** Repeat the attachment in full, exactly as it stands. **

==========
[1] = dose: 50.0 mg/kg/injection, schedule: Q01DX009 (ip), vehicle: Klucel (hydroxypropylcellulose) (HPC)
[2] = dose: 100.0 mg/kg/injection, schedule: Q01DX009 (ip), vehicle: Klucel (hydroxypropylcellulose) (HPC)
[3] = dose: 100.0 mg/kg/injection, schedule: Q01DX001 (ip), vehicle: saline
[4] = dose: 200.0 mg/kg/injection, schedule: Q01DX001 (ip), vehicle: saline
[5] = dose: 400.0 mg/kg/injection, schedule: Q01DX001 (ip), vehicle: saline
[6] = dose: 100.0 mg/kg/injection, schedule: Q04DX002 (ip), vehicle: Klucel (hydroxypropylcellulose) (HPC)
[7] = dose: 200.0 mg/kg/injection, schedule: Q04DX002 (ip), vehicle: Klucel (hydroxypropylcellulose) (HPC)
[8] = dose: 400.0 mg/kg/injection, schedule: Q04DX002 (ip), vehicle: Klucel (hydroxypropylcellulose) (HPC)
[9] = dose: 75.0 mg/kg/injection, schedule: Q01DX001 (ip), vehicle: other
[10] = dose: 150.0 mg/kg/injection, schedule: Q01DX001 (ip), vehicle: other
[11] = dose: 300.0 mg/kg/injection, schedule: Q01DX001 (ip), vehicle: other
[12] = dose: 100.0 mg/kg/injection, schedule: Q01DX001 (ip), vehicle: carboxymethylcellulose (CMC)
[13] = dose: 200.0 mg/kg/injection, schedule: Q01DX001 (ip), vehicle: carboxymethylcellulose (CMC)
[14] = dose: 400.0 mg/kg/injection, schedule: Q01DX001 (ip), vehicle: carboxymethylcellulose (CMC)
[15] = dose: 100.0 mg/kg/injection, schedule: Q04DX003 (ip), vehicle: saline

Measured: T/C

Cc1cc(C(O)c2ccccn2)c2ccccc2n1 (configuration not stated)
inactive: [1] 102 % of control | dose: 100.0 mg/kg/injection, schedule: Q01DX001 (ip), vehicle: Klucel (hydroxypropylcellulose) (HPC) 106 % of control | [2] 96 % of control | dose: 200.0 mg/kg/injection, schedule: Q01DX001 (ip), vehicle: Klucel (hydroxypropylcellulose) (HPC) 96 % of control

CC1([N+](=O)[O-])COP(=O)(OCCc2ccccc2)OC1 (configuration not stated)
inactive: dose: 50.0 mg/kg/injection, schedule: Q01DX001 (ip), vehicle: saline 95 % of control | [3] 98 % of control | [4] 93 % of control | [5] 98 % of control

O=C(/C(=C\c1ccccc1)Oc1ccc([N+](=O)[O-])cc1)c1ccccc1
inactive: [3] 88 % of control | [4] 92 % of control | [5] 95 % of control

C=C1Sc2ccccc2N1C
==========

[1] = dose: 50.0 mg/kg/injection, schedule: Q01DX009 (ip), vehicle: Klucel (hydroxypropylcellulose) (HPC)
[2] = dose: 100.0 mg/kg/injection, schedule: Q01DX009 (ip), vehicle: Klucel (hydroxypropylcellulose) (HPC)
[3] = dose: 100.0 mg/kg/injection, schedule: Q01DX001 (ip), vehicle: saline
[4] = dose: 200.0 mg/kg/injection, schedule: Q01DX001 (ip), vehicle: saline
[5] = dose: 400.0 mg/kg/injection, schedule: Q01DX001 (ip), vehicle: saline
[6] = dose: 100.0 mg/kg/injection, schedule: Q04DX002 (ip), vehicle: Klucel (hydroxypropylcellulose) (HPC)
[7] = dose: 200.0 mg/kg/injection, schedule: Q04DX002 (ip), vehicle: Klucel (hydroxypropylcellulose) (HPC)
[8] = dose: 400.0 mg/kg/injection, schedule: Q04DX002 (ip), vehicle: Klucel (hydroxypropylcellulose) (HPC)
[9] = dose: 75.0 mg/kg/injection, schedule: Q01DX001 (ip), vehicle: other
[10] = dose: 150.0 mg/kg/injection, schedule: Q01DX001 (ip), vehicle: other
[11] = dose: 300.0 mg/kg/injection, schedule: Q01DX001 (ip), vehicle: other
[12] = dose: 100.0 mg/kg/injection, schedule: Q01DX001 (ip), vehicle: carboxymethylcellulose (CMC)
[13] = dose: 200.0 mg/kg/injection, schedule: Q01DX001 (ip), vehicle: carboxymethylcellulose (CMC)
[14] = dose: 400.0 mg/kg/injection, schedule: Q01DX001 (ip), vehicle: carboxymethylcellulose (CMC)
[15] = dose: 100.0 mg/kg/injection, schedule: Q04DX003 (ip), vehicle: saline

Measured: T/C

Cc1cc(C(O)c2ccccn2)c2ccccc2n1 (configuration not stated)
inactive: [1] 102 % of control | dose: 100.0 mg/kg/injection, schedule: Q01DX001 (ip), vehicle: Klucel (hydroxypropylcellulose) (HPC) 106 % of control | [2] 96 % of control | dose: 200.0 mg/kg/injection, schedule: Q01DX001 (ip), vehicle: Klucel (hydroxypropylcellulose) (HPC) 96 % of control

CC1([N+](=O)[O-])COP(=O)(OCCc2ccccc2)OC1 (configuration not stated)
inactive: dose: 50.0 mg/kg/injection, schedule: Q01DX001 (ip), vehicle: saline 95 % of control | [3] 98 % of control | [4] 93 % of control | [5] 98 % of control

O=C(/C(=C\c1ccccc1)Oc1ccc([N+](=O)[O-])cc1)c1ccccc1
inactive: [3] 88 % of control | [4] 92 % of control | [5] 95 % of control

C=C1Sc2ccccc2N1C